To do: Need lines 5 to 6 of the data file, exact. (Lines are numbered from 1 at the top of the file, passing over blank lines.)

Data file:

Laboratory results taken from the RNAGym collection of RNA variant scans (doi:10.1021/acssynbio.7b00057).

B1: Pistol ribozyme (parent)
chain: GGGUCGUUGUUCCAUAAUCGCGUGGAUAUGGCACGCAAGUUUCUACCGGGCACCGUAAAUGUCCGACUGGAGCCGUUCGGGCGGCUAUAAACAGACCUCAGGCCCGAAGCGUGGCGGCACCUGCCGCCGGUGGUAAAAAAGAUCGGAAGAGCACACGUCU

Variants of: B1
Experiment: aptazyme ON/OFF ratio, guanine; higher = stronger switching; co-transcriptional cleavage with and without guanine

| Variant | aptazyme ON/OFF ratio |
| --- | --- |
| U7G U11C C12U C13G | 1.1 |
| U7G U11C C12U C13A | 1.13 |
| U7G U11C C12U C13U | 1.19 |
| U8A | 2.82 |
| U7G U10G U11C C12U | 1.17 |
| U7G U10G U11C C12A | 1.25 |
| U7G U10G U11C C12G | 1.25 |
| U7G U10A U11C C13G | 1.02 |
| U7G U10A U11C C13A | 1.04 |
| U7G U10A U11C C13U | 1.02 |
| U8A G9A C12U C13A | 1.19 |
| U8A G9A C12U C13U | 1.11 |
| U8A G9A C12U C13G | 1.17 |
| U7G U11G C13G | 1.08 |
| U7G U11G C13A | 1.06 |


Experiment: aptazyme ON/OFF ratio, guanine; higher = stronger switching; co-transcriptional cleavage with and without guanine

| Variant | aptazyme ON/OFF ratio |